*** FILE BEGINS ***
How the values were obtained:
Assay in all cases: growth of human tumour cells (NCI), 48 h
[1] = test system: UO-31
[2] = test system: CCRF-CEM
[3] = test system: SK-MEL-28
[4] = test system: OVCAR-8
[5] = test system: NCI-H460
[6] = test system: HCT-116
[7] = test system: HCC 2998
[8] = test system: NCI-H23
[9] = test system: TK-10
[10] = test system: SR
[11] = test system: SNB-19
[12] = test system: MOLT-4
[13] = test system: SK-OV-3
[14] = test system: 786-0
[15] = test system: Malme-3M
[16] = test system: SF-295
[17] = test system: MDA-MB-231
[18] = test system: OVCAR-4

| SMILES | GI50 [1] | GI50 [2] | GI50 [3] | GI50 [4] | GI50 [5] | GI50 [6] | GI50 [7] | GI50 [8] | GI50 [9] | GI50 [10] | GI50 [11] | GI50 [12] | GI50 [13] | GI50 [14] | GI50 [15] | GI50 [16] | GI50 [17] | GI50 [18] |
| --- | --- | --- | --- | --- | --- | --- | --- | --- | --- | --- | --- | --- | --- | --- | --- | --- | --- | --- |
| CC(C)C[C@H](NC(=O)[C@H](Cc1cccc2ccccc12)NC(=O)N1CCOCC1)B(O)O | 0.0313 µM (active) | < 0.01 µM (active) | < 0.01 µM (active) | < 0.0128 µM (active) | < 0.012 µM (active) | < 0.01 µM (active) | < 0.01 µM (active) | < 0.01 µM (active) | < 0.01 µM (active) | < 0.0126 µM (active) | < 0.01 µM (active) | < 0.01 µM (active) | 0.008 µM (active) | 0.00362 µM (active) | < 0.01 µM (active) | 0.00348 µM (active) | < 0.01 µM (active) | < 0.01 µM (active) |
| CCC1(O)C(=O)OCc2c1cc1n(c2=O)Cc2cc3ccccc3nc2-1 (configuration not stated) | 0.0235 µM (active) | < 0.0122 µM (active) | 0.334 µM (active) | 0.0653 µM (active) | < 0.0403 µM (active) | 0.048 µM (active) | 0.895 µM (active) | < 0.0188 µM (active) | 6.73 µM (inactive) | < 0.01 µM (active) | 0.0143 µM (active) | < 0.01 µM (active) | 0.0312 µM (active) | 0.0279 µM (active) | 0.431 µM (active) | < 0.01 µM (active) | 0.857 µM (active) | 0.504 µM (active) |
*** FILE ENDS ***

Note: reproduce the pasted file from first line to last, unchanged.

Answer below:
How the values were obtained:
Assay in all cases: growth of human tumour cells (NCI), 48 h
[1] = test system: UO-31
[2] = test system: CCRF-CEM
[3] = test system: SK-MEL-28
[4] = test system: OVCAR-8
[5] = test system: NCI-H460
[6] = test system: HCT-116
[7] = test system: HCC 2998
[8] = test system: NCI-H23
[9] = test system: TK-10
[10] = test system: SR
[11] = test system: SNB-19
[12] = test system: MOLT-4
[13] = test system: SK-OV-3
[14] = test system: 786-0
[15] = test system: Malme-3M
[16] = test system: SF-295
[17] = test system: MDA-MB-231
[18] = test system: OVCAR-4

| SMILES | GI50 [1] | GI50 [2] | GI50 [3] | GI50 [4] | GI50 [5] | GI50 [6] | GI50 [7] | GI50 [8] | GI50 [9] | GI50 [10] | GI50 [11] | GI50 [12] | GI50 [13] | GI50 [14] | GI50 [15] | GI50 [16] | GI50 [17] | GI50 [18] |
| --- | --- | --- | --- | --- | --- | --- | --- | --- | --- | --- | --- | --- | --- | --- | --- | --- | --- | --- |
| CC(C)C[C@H](NC(=O)[C@H](Cc1cccc2ccccc12)NC(=O)N1CCOCC1)B(O)O | 0.0313 µM (active) | < 0.01 µM (active) | < 0.01 µM (active) | < 0.0128 µM (active) | < 0.012 µM (active) | < 0.01 µM (active) | < 0.01 µM (active) | < 0.01 µM (active) | < 0.01 µM (active) | < 0.0126 µM (active) | < 0.01 µM (active) | < 0.01 µM (active) | 0.008 µM (active) | 0.00362 µM (active) | < 0.01 µM (active) | 0.00348 µM (active) | < 0.01 µM (active) | < 0.01 µM (active) |
| CCC1(O)C(=O)OCc2c1cc1n(c2=O)Cc2cc3ccccc3nc2-1 (configuration not stated) | 0.0235 µM (active) | < 0.0122 µM (active) | 0.334 µM (active) | 0.0653 µM (active) | < 0.0403 µM (active) | 0.048 µM (active) | 0.895 µM (active) | < 0.0188 µM (active) | 6.73 µM (inactive) | < 0.01 µM (active) | 0.0143 µM (active) | < 0.01 µM (active) | 0.0312 µM (active) | 0.0279 µM (active) | 0.431 µM (active) | < 0.01 µM (active) | 0.857 µM (active) | 0.504 µM (active) |